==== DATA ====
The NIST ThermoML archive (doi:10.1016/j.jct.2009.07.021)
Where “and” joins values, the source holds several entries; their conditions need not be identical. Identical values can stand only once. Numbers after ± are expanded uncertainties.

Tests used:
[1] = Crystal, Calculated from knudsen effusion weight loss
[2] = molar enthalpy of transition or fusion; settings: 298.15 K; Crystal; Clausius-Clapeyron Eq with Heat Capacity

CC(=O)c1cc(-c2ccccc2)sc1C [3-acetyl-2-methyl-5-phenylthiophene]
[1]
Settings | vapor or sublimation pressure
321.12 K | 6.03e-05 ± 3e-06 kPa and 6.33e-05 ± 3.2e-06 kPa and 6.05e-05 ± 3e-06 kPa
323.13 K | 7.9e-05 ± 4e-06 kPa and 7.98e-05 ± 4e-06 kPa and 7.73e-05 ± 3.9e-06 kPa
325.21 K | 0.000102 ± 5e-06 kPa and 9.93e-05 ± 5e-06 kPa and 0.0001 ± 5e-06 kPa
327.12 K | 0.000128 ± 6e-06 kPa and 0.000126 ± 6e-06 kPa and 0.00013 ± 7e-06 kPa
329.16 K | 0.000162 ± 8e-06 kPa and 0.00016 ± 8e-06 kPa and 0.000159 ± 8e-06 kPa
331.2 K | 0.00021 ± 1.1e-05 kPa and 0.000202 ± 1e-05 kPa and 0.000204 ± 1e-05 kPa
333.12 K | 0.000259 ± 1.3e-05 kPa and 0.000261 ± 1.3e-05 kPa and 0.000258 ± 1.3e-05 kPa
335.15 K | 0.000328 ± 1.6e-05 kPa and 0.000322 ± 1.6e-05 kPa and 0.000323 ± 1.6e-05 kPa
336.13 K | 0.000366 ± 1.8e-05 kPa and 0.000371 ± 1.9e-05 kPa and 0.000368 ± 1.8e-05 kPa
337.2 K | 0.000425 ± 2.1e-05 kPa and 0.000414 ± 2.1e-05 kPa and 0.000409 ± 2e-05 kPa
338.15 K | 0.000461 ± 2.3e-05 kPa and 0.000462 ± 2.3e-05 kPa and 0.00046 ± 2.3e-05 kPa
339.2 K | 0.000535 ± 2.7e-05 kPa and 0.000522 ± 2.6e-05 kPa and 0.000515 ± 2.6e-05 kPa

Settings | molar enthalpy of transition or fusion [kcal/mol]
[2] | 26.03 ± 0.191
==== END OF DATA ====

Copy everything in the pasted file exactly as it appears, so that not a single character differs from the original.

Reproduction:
The NIST ThermoML archive (doi:10.1016/j.jct.2009.07.021)
Where “and” joins values, the source holds several entries; their conditions need not be identical. Identical values can stand only once. Numbers after ± are expanded uncertainties.

Tests used:
[1] = Crystal, Calculated from knudsen effusion weight loss
[2] = molar enthalpy of transition or fusion; settings: 298.15 K; Crystal; Clausius-Clapeyron Eq with Heat Capacity

CC(=O)c1cc(-c2ccccc2)sc1C [3-acetyl-2-methyl-5-phenylthiophene]
[1]
Settings | vapor or sublimation pressure
321.12 K | 6.03e-05 ± 3e-06 kPa and 6.33e-05 ± 3.2e-06 kPa and 6.05e-05 ± 3e-06 kPa
323.13 K | 7.9e-05 ± 4e-06 kPa and 7.98e-05 ± 4e-06 kPa and 7.73e-05 ± 3.9e-06 kPa
325.21 K | 0.000102 ± 5e-06 kPa and 9.93e-05 ± 5e-06 kPa and 0.0001 ± 5e-06 kPa
327.12 K | 0.000128 ± 6e-06 kPa and 0.000126 ± 6e-06 kPa and 0.00013 ± 7e-06 kPa
329.16 K | 0.000162 ± 8e-06 kPa and 0.00016 ± 8e-06 kPa and 0.000159 ± 8e-06 kPa
331.2 K | 0.00021 ± 1.1e-05 kPa and 0.000202 ± 1e-05 kPa and 0.000204 ± 1e-05 kPa
333.12 K | 0.000259 ± 1.3e-05 kPa and 0.000261 ± 1.3e-05 kPa and 0.000258 ± 1.3e-05 kPa
335.15 K | 0.000328 ± 1.6e-05 kPa and 0.000322 ± 1.6e-05 kPa and 0.000323 ± 1.6e-05 kPa
336.13 K | 0.000366 ± 1.8e-05 kPa and 0.000371 ± 1.9e-05 kPa and 0.000368 ± 1.8e-05 kPa
337.2 K | 0.000425 ± 2.1e-05 kPa and 0.000414 ± 2.1e-05 kPa and 0.000409 ± 2e-05 kPa
338.15 K | 0.000461 ± 2.3e-05 kPa and 0.000462 ± 2.3e-05 kPa and 0.00046 ± 2.3e-05 kPa
339.2 K | 0.000535 ± 2.7e-05 kPa and 0.000522 ± 2.6e-05 kPa and 0.000515 ± 2.6e-05 kPa

Settings | molar enthalpy of transition or fusion [kcal/mol]
[2] | 26.03 ± 0.191